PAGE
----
Singhal did say that the company added numerous “signals,” or factors it would incorporate into its algorithm for ranking sites. Among those signals are “how users interact with” a site. Google has said previously that, among other things, it often measures whether users click the “back” button quickly after visiting a search result, which might indicate a lack of satisfaction with the site.
In addition, Google got feedback from the hundreds of people outside the company that it hires to regularly evaluate changes. These “human raters” are asked to look at results for certain search queries and questions such as, “Would you give your credit card number to this site?” and “Would you take medical advice for your children from those sites,” Singhal said.
Evolving the Model
One interesting way to evolve the content farm model is through the use of tight editorial focus, a core handful of strong editors, and wiki software. WikiHow was launched by a former eHow owner, and when you consider how limited their relative resources are, their traffic level and perceived editorial quality are quite high. Jack Herrick has struck how-to gold twice!
Notice any content farms missing from the above list? Maybe the biggest one? Here is a list of some of eHow's closest competing sites (based on keywords, from SEM Rush). The ones in red got pummeled, the ones in yellow dropped as well & were fellow Demand Media sites, and the ones in green gained traffic.
Jason "will do anything for ink" Calacanis recently gave an about face speech claiming people need to step away from the content farm business model, and in doing so admitted that roughly everything he said about Mahalo over the past couple years was a complete lie. Surprise, surprise. The interesting bit is that the start up community - which used to fawn over his huckster PR driven ploys - no longer buys them. Jason claimed to have "pivoted" his business model again, but once again we see more garbage content. His credibility has been spent. And so have his rankings! Sistrix shows that not only is he ranking for fewer keywords, but that the graph has skewed downward to worse average positions.
After the Crash, What is Next?
The biggest content farms like Ask & eHow will still do well in the short run. Over the long run I see Google bringing the results of content farms to the attention of book publishers & then working to slowly rotate out from farmed content to published book content. Most readers do not know that most book writers are lucky if they earn $10,000 writing a 300 or 400 page tome. Publishers tell book authors that with the additional exposure they can often sell lots more other things, but unless the content is highly targeted that might not back out well for the author. But that cheap content is far better structured and far more vetted than the mill stuff is.
Over the past week I have been seeing more ebooks in the search results, though I am not entirely sure if that is just because I am searching for more rare technical stuff that simply might not be online.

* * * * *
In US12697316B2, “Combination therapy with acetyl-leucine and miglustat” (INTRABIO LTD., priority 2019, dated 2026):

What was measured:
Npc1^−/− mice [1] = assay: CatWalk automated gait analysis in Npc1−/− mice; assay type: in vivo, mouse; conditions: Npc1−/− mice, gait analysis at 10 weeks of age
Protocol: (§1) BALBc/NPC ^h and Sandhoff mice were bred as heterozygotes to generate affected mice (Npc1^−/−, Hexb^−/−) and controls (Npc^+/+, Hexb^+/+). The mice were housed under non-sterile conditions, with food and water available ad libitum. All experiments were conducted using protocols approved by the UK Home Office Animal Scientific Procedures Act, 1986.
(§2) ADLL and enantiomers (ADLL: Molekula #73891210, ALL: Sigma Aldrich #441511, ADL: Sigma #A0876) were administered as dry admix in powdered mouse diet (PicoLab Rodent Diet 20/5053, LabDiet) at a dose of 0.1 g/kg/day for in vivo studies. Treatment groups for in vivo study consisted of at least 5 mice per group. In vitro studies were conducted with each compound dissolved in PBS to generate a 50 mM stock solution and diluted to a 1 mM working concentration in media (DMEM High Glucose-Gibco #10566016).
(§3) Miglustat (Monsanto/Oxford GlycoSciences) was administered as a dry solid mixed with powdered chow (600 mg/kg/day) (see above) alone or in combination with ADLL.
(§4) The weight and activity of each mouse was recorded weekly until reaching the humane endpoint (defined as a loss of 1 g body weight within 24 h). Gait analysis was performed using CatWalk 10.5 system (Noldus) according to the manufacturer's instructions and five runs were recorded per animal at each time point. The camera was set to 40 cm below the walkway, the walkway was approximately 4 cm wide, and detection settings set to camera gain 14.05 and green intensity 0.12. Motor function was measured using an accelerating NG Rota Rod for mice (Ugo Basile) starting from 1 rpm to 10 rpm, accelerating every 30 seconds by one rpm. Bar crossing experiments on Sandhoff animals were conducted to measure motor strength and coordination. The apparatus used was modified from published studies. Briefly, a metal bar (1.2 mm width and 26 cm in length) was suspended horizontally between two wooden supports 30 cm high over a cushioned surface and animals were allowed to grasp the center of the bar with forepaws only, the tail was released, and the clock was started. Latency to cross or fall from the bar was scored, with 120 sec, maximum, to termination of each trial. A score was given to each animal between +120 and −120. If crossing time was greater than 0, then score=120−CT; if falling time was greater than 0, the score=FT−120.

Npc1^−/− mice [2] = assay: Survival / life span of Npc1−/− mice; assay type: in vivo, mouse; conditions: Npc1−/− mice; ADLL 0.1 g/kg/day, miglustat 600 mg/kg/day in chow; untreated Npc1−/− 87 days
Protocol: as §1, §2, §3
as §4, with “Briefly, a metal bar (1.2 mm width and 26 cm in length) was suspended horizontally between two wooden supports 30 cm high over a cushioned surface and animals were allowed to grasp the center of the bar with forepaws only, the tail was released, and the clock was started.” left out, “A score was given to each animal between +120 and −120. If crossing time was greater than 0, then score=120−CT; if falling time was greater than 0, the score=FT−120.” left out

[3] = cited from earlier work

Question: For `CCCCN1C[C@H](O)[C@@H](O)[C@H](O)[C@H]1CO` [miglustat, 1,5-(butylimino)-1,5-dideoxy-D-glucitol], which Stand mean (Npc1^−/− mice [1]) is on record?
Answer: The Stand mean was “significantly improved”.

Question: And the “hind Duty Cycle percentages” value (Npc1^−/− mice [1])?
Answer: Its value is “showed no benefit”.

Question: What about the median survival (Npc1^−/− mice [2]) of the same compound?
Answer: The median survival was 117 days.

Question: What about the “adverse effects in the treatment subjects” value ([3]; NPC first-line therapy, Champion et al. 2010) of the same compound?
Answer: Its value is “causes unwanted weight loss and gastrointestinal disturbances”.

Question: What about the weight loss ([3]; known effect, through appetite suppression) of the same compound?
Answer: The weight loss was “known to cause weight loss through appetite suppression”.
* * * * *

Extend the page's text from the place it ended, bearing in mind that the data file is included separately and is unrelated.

But what they didn't mention is that eHow's rankings are actually up! In fact, their new distribution chart looks just like their old one, only skewed a bit to the left with higher rankings. eHow's profile is 15% better than it was before the update & the only site which gained more traffic from this update than eHow did was Youtube.
If you listen to Richard's interviews, you would never know him to be the type to redirect expired domains:
We really want to let Google speak for themselves. Whatever Matt Cutts and Google want to (say) about quality we totally support that because again that’s their corporate interest. What we said and would have said is we applaud Google removing duplicate content ... removing shallow, low quality content because it clogs the search results. Both we and Google are 100 percent focused on making the consumer happy. It’s the right thing to do and it’s good for our business.
If you syndicate Google's spin you can get away with things that a normal person can't. Which is why eHow renounced the content farm label even faster than they created it.
Article directories & topical hub sites have been online since before eHow was created. But eHow's marketing campaign was so caustic & so toxic that it literally destroyed the game for most of their competitors.
And now that Google has "fought content farms" (while managing to somehow miss eHow with TheAlgorithm) most of Demand Media's competitors are dead & Richard Rosenblatt gets to ride off into the sunset with another hundred million Dollars, as eHow is the chosen one. :D
Many of the changes we make are so subtle that very few people notice them. But in the last day or so we launched a pretty big algorithmic improvement to our ranking—a change that noticeably impacts 11.8% of our queries—and we wanted to let people know what’s going on. This update is designed to reduce rankings for low-quality sites—sites which are low-value add for users, copy content from other websites or sites that are just not very useful. At the same time, it will provide better rankings for high-quality sites—sites with original content and information such as research, in-depth reports, thoughtful analysis and so on.
Currently this update is US only, so if you are outside of the United States you may need to get a US VPN or add &gl=us to your search string's results on Google (likeso). Recent updates have had a variety of impacts and implications outside of content mills.
Google claims that they do not want to police low quality content by trying to judge intent, that doing so would not be scalable enough to solve the problem, & that they need to do it algorithmically. At the same time, Google is willing to manually torch some sites and basically destroy the associated businesses. Talk to enough SEOs and you will find stories of carnage - complete decimation.